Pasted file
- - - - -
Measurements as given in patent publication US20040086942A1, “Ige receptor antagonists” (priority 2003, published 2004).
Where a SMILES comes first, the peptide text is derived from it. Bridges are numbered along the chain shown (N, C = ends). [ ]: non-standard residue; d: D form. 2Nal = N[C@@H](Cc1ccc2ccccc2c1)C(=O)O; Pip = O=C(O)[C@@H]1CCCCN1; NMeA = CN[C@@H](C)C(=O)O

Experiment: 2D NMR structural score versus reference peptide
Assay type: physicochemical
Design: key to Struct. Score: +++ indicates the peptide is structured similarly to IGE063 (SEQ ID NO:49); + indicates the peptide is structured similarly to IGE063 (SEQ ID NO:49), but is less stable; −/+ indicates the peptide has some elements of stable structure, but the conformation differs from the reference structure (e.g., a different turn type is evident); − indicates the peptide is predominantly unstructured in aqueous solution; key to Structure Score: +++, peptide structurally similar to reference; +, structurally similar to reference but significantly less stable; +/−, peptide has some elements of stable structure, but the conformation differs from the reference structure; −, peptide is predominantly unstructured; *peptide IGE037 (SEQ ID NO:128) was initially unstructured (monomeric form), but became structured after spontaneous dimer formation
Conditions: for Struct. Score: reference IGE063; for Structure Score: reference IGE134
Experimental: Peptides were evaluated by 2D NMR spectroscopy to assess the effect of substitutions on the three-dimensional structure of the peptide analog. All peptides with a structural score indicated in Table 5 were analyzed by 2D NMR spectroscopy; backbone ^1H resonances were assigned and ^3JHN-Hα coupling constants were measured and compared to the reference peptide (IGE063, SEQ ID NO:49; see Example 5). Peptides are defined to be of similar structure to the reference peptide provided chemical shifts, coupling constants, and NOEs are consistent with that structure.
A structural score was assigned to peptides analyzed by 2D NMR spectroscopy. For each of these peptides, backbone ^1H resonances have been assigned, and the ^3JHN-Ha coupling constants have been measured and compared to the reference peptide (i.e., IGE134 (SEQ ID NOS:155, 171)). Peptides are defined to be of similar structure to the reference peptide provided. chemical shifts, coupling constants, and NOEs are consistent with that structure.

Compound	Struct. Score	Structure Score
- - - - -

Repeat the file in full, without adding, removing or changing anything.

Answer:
Measurements as given in patent publication US20040086942A1, “Ige receptor antagonists” (priority 2003, published 2004).
Where a SMILES comes first, the peptide text is derived from it. Bridges are numbered along the chain shown (N, C = ends). [ ]: non-standard residue; d: D form. 2Nal = N[C@@H](Cc1ccc2ccccc2c1)C(=O)O; Pip = O=C(O)[C@@H]1CCCCN1; NMeA = CN[C@@H](C)C(=O)O

Experiment: 2D NMR structural score versus reference peptide
Assay type: physicochemical
Design: key to Struct. Score: +++ indicates the peptide is structured similarly to IGE063 (SEQ ID NO:49); + indicates the peptide is structured similarly to IGE063 (SEQ ID NO:49), but is less stable; −/+ indicates the peptide has some elements of stable structure, but the conformation differs from the reference structure (e.g., a different turn type is evident); − indicates the peptide is predominantly unstructured in aqueous solution; key to Structure Score: +++, peptide structurally similar to reference; +, structurally similar to reference but significantly less stable; +/−, peptide has some elements of stable structure, but the conformation differs from the reference structure; −, peptide is predominantly unstructured; *peptide IGE037 (SEQ ID NO:128) was initially unstructured (monomeric form), but became structured after spontaneous dimer formation
Conditions: for Struct. Score: reference IGE063; for Structure Score: reference IGE134
Experimental: Peptides were evaluated by 2D NMR spectroscopy to assess the effect of substitutions on the three-dimensional structure of the peptide analog. All peptides with a structural score indicated in Table 5 were analyzed by 2D NMR spectroscopy; backbone ^1H resonances were assigned and ^3JHN-Hα coupling constants were measured and compared to the reference peptide (IGE063, SEQ ID NO:49; see Example 5). Peptides are defined to be of similar structure to the reference peptide provided chemical shifts, coupling constants, and NOEs are consistent with that structure.
A structural score was assigned to peptides analyzed by 2D NMR spectroscopy. For each of these peptides, backbone ^1H resonances have been assigned, and the ^3JHN-Ha coupling constants have been measured and compared to the reference peptide (i.e., IGE134 (SEQ ID NOS:155, 171)). Peptides are defined to be of similar structure to the reference peptide provided. chemical shifts, coupling constants, and NOEs are consistent with that structure.

Compound	Struct. Score	Structure Score